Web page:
What tools are being used by airports to measure visibility precisely?

Do we have some kind of tools on aircraft as well for measuring visibility?


2 Answers 2


The visibility is measured alongside the runway, usually at various positions, and is called the Runway Visual Range (RVR).

RVR is defined as the range over which the pilot of an aircraft on the centre line of a runway can see the runway surface markings or the lights delineating the runway or identifying its centre line.

RVR is measured using so called transmissometers.


source: keesfloor.nl

These units transmit a beam of light (usually using laser) to a detector. In some case the transmitter and detector are in the same unit and a reflector is used. The ratio of the transmitted energy and the detected energy is a measure of how much light is absorbed in the fog. From this the RVR can be calculated.

Another type of sensor used to measure the visibility on airports is a forward scatter sensor. This type of sensor can be mounted on a single mast and gives more accurate results for visibilities > 2 km. This kind of sensor is used for both determining RVR and Meteorological Optical Range (MOR).

Forward scatter sensor

source: KNMI (PDF)

This type of sensor works by detecting how much of the transmitted light is scattered into a detector which is placed off-axis.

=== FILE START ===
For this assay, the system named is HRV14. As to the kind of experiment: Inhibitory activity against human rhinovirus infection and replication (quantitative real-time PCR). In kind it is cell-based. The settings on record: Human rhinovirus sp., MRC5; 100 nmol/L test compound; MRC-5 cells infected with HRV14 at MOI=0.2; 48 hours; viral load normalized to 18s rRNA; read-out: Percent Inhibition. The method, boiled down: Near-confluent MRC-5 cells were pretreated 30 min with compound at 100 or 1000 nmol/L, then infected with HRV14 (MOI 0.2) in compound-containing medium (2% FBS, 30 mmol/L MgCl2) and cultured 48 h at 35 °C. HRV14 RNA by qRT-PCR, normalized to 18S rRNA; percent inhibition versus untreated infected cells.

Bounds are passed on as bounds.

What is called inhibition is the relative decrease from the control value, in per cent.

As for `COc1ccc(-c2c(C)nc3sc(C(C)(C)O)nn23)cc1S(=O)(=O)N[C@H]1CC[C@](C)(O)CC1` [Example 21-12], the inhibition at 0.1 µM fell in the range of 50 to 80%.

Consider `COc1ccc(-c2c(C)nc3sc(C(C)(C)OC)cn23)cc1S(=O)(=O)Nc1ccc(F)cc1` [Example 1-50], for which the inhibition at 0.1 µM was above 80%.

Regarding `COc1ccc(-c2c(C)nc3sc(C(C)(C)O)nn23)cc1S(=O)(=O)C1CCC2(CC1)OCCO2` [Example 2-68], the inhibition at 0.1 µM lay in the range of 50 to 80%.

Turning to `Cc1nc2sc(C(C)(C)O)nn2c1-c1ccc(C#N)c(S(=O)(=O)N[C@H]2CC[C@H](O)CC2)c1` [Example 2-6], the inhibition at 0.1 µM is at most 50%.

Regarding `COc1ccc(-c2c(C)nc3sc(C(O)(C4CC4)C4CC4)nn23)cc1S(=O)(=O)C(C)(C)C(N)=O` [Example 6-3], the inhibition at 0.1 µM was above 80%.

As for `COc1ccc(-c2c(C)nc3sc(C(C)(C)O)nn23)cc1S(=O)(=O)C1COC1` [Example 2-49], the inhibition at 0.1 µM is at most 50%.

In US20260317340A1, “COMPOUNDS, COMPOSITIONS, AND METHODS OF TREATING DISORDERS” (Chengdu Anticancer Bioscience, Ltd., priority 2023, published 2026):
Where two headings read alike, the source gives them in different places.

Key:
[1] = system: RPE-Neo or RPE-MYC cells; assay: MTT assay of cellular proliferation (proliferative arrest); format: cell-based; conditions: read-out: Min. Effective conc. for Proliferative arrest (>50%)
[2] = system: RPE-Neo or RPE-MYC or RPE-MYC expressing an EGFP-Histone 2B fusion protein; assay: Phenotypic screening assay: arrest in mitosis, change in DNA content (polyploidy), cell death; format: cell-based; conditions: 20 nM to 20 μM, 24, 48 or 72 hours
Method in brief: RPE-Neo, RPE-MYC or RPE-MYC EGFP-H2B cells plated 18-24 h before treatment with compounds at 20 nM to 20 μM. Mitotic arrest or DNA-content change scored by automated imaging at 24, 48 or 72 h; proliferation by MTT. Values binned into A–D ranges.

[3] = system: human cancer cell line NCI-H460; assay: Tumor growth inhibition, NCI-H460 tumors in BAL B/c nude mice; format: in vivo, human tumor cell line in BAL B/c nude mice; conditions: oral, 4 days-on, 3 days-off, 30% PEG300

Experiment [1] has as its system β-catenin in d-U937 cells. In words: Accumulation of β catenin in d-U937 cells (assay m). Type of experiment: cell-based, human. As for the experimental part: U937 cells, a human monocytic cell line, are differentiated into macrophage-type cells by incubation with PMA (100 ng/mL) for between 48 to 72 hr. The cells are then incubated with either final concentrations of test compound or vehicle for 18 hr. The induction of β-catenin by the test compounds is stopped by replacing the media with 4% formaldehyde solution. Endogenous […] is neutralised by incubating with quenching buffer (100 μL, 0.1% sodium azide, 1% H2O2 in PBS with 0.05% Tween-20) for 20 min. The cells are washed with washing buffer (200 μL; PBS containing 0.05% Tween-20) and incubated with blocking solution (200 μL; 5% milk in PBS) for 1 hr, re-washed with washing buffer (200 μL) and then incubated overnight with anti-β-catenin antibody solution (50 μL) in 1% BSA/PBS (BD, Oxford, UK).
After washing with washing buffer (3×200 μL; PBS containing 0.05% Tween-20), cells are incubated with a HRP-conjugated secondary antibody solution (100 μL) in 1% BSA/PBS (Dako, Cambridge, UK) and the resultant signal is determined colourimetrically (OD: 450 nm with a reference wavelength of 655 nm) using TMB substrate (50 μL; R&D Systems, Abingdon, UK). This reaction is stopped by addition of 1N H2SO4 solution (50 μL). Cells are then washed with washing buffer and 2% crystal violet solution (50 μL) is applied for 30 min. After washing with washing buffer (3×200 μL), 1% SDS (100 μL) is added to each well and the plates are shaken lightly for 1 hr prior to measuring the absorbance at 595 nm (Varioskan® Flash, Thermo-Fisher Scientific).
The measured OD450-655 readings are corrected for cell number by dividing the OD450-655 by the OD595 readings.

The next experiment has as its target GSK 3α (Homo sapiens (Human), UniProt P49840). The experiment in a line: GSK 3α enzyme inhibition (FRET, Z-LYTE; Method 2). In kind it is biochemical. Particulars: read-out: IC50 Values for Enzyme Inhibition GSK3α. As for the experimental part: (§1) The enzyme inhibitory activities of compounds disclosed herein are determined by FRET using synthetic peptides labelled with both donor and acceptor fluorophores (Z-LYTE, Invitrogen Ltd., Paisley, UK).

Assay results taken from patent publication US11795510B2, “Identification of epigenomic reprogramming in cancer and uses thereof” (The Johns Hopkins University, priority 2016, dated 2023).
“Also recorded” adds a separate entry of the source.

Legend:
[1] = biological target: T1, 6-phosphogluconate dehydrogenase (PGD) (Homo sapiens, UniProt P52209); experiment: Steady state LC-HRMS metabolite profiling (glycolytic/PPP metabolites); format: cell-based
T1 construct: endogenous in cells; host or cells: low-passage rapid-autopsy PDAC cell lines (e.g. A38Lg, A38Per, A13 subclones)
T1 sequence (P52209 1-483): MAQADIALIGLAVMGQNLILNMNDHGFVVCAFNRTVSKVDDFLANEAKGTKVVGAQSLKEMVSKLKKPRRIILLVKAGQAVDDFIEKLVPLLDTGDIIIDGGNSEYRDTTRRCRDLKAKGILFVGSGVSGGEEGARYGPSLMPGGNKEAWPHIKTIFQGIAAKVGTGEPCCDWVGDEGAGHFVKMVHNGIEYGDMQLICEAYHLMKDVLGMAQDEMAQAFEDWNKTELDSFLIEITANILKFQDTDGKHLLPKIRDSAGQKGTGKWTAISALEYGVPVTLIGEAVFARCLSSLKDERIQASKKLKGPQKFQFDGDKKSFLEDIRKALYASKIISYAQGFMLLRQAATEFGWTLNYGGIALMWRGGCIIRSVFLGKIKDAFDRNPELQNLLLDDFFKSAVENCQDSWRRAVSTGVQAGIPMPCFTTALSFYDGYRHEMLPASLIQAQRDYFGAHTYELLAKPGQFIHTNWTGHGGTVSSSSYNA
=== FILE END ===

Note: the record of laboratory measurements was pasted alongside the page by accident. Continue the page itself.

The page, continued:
Aircraft don't have means to measure the visibility other than the pilot Mk 1 eyeball.

  • $\begingroup$ Since light reflects off the water droplets in the air, the forward scatter sensor determines visibility as the inverse of the amount of light detected at the receiver? i.e. more light received means more fog for it to have bounced off of? If not, I'm totally lost on how that would work... $\endgroup$
    – FreeMan
    Jun 19, 2015 at 12:09
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    $\begingroup$ @FreeMan: That's correct. In perfectly clean air, the off-axis detector would not see any light. $\endgroup$
    – MSalters
    Jun 19, 2015 at 12:18
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    $\begingroup$ And the other one is, controllers in the tower using fixed distance markers, to show how far they see. $\endgroup$
    – slookabill
    Jun 19, 2015 at 12:35
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    $\begingroup$ To expand a little: "Ground visibility" and "Flight visibility" are 2 distinct things. Ground is measured as mentioned above, and the sole source of flight visibility is what the pilot reports (measured with above mentioned eyeball)... $\endgroup$ Jun 19, 2015 at 13:26
  • $\begingroup$ Moreover, when ground visibility is reported (automated or observed), a pilot MUST use that. I have been grounded when there is fog over the sensors, but not on the runway. $\endgroup$
    – rbp
    Dec 1, 2015 at 16:03

To expand on an earlier answer at some towers Controllers use prominent landmarks in the distance to give a rough guide to RVR. They know if they can or cannot see a particular building what the RVR is. This is only used as a last resort when equipment malfunctions, but it works.

  • $\begingroup$ Great addition! Welcome to Aviation.SE Writerchris. $\endgroup$
    – DeltaLima
    Dec 1, 2015 at 15:21

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